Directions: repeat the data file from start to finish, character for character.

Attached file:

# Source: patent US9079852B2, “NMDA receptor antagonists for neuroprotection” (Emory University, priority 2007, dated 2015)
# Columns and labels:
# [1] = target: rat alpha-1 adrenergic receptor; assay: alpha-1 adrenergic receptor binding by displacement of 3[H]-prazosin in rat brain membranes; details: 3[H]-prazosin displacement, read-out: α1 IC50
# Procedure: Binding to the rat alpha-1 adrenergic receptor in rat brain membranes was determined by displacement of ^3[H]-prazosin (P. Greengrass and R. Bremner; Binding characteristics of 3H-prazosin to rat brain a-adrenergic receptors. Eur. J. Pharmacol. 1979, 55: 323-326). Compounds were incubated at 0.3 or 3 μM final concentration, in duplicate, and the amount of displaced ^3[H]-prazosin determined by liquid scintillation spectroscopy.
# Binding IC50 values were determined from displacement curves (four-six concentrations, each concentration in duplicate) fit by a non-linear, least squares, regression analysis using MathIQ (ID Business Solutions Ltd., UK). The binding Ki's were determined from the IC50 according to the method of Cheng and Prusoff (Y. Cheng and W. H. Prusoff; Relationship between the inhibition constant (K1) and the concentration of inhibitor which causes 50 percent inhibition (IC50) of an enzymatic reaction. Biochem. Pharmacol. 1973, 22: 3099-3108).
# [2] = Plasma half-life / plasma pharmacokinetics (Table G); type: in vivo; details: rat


# Source: patent US9079852B2, “NMDA receptor antagonists for neuroprotection” (Emory University, priority 2007, dated 2015)
# Columns and labels:
# [1] = target: rat alpha-1 adrenergic receptor; assay: alpha-1 adrenergic receptor binding by displacement of 3[H]-prazosin in rat brain membranes; details: 3[H]-prazosin displacement, read-out: α1 IC50
# Procedure: Binding to the rat alpha-1 adrenergic receptor in rat brain membranes was determined by displacement of ^3[H]-prazosin (P. Greengrass and R. Bremner; Binding characteristics of 3H-prazosin to rat brain a-adrenergic receptors. Eur. J. Pharmacol. 1979, 55: 323-326). Compounds were incubated at 0.3 or 3 μM final concentration, in duplicate, and the amount of displaced ^3[H]-prazosin determined by liquid scintillation spectroscopy.
# Binding IC50 values were determined from displacement curves (four-six concentrations, each concentration in duplicate) fit by a non-linear, least squares, regression analysis using MathIQ (ID Business Solutions Ltd., UK). The binding Ki's were determined from the IC50 according to the method of Cheng and Prusoff (Y. Cheng and W. H. Prusoff; Relationship between the inhibition constant (K1) and the concentration of inhibitor which causes 50 percent inhibition (IC50) of an enzymatic reaction. Biochem. Pharmacol. 1973, 22: 3099-3108).
# [2] = Plasma half-life / plasma pharmacokinetics (Table G); type: in vivo; details: rat